Uganda: Sweetpotato Paradise

This equatorial country has abundant rainfall most of the year and plants benefit from long sunny days. “Almost everything planted in Uganda grows,” laughs Robert Mwanga, CIP sweetpotato breeder known widely for his release of prominent OFSP varieties over the last 30 years.

Mwanga is right. Uganda’s rainfall, sun, and rich soil make it one of the few countries where all crops of the CGIAR Research Program on Roots, Tubers, and Bananas (RTB), which CIP serves as the lead center, thrive. Cassava, sweetpotato, and cooking bananas are regularly on Ugandan tables.

In the Mukono district 40 kilometers from Kampala, Nalongo Sekiguce, opens the door to her screenhouse where she grows three varieties of OFSP. Nalongo leads one of four farmers groups in the district that CIP and extension partner Vedco provide with clean planting materials and extension services. Before entering the screenhouse, Nalongo instructs us how to clean our shoes. Once inside, she shows us the varieties that she grows. She is a vine multiplier who raises sweetpotatoes that are virus-free and then sells the vines to neighbors who grow these improved varieties in kitchen gardens and to sell.

Word has gotten out about Nalongo’s vines. The yields they produce far outstrip other varieties planted and her neighbors demand only the vines that come directly from her screenhouse, which protects them from pests and diseases. She has been a model farmer over the years and she now participates in field trials of new CIP varieties.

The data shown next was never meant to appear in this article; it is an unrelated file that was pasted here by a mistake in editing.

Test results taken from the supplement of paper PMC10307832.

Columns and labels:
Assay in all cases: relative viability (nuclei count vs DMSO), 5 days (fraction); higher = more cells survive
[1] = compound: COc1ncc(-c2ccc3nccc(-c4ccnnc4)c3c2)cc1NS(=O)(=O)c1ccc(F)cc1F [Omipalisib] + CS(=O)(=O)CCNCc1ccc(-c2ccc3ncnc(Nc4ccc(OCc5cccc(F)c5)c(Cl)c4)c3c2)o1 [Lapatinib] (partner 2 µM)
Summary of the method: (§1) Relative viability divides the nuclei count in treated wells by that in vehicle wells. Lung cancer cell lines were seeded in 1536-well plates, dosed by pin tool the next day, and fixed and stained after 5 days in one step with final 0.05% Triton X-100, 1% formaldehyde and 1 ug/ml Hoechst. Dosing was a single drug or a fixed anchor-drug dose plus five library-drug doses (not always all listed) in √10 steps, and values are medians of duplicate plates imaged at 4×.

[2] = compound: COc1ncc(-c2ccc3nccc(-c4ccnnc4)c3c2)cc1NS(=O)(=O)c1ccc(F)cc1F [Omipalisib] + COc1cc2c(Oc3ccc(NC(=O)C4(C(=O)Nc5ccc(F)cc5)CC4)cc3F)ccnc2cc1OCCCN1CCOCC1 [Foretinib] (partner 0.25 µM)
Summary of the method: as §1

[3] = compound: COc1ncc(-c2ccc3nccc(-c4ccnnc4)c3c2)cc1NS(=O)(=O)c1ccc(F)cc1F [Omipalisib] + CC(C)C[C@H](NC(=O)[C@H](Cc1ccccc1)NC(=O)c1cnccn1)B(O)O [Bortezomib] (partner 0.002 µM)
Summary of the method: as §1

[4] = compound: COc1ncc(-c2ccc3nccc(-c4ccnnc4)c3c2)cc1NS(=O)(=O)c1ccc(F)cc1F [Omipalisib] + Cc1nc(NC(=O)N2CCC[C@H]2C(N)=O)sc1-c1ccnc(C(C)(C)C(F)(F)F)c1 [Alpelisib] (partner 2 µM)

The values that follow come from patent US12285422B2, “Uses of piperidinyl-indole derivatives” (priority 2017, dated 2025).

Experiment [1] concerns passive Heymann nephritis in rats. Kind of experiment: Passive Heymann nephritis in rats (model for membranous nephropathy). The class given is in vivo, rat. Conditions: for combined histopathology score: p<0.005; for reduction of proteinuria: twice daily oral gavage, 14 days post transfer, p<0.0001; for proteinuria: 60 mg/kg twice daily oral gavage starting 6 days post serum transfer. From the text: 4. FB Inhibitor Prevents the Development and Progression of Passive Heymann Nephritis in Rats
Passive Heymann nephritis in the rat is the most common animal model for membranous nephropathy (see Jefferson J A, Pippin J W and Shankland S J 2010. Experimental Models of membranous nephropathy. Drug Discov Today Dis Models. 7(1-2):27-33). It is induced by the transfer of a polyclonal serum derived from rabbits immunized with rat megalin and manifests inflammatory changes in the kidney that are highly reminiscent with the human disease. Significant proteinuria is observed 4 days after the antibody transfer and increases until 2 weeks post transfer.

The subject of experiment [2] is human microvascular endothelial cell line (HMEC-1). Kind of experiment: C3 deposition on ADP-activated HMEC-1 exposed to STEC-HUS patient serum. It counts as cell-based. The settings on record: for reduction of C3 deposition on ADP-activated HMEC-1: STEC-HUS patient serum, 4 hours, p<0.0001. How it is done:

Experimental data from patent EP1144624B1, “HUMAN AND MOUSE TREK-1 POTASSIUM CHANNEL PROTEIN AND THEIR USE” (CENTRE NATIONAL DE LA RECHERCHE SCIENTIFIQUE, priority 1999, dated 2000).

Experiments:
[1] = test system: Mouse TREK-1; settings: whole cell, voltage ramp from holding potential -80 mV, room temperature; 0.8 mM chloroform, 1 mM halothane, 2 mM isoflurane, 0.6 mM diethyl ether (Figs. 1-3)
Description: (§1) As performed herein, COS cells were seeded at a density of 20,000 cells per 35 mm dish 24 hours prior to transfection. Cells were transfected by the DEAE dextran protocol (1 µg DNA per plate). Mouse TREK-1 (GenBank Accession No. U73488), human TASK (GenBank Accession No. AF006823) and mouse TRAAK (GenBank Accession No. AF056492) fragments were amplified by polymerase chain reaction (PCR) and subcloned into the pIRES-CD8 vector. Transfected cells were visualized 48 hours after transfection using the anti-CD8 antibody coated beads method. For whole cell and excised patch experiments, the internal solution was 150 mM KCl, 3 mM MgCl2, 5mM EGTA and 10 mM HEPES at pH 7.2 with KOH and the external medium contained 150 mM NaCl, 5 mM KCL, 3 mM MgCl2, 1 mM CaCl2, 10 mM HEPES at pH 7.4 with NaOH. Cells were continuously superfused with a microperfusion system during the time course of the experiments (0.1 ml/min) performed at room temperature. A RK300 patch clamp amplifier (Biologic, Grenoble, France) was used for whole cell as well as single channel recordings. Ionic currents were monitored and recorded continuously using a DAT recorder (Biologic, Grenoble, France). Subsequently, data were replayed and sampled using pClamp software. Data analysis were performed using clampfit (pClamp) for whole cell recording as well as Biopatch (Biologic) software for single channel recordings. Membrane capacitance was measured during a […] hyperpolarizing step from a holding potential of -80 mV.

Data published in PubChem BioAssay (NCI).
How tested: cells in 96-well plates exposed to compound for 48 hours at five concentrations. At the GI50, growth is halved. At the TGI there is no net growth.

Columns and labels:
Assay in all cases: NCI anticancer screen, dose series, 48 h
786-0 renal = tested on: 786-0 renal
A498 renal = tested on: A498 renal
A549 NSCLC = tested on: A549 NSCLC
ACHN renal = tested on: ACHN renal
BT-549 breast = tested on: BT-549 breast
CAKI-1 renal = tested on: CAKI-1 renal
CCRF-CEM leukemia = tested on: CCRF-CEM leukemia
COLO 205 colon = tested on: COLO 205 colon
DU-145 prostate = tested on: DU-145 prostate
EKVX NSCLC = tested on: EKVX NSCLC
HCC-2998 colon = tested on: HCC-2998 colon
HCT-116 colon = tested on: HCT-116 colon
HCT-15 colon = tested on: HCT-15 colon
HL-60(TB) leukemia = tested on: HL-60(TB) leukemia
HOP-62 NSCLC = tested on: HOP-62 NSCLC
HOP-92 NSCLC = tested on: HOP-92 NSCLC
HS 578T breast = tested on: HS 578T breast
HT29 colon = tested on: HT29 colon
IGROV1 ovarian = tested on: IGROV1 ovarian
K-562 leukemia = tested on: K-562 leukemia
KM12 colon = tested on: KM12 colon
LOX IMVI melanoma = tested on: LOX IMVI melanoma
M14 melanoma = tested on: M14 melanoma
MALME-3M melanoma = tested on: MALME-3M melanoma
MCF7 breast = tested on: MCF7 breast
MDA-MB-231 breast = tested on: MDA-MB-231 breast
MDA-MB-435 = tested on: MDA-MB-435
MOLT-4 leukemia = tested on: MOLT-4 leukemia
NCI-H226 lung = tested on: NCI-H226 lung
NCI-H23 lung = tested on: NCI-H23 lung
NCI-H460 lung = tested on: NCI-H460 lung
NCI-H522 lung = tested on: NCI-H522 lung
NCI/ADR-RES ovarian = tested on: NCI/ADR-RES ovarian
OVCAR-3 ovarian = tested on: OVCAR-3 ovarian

Nalougo Sekiguce surveys CIP Sweetpotato field trials
Nalongo Sekiguce surveys CIP Sweetpotato field trials

At a meeting of several farmer groups from Mukono in the St. Judes Primary School, farmers discuss their successes and challenges in growing sweetpotato. Nalongo’s success in selling vines inspires others to want to do the same. The demand for vines by neighbors and others is high. A program on Farm Radio broadcasted Nalongo’s cell phone number and she was soon swamped with orders that nearly emptied her screenhouse. Others in the meeting worry about drought and the signs of sweetpotato virus disease that they have noticed on some vines. Some still wonder how much more success they could have if they had more tools or more screenhouses. Nalongo wonders out loud how she could export sweetpotato to other regions or countries just as they see apples in their markets imported from other countries in Africa.

The meeting in the schoolhouse ends with dancing and singing. The song they sing with the most enthusiasm is about OFSP and the health benefits it provides. “The orange sweetpotato is the healthy one,” the song goes. “It’s good for the eyes and the body.” They sing because they hope others will take up OFSP but more because they believe in it.

sweetpotato, Uganda